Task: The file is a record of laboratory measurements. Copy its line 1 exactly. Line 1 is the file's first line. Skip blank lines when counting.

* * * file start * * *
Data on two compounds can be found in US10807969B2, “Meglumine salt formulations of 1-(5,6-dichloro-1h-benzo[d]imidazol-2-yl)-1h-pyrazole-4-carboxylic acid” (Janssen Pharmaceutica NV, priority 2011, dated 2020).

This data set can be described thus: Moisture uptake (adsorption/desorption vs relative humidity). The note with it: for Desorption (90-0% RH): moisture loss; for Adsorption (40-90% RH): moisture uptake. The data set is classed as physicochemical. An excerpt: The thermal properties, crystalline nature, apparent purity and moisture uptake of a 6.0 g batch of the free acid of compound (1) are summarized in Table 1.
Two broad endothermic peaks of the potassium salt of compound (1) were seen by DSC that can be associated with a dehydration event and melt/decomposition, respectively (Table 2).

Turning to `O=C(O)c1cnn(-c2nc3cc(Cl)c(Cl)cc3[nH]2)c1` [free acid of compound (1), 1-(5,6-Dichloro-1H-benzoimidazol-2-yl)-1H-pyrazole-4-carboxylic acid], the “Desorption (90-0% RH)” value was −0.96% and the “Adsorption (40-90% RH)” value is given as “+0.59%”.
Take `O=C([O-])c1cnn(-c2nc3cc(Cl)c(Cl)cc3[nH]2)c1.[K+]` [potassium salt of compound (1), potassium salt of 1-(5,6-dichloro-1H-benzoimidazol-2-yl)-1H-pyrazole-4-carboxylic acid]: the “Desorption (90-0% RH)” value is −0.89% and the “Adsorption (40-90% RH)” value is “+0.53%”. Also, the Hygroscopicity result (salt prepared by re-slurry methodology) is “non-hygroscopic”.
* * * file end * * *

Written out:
Data on two compounds can be found in US10807969B2, “Meglumine salt formulations of 1-(5,6-dichloro-1h-benzo[d]imidazol-2-yl)-1h-pyrazole-4-carboxylic acid” (Janssen Pharmaceutica NV, priority 2011, dated 2020).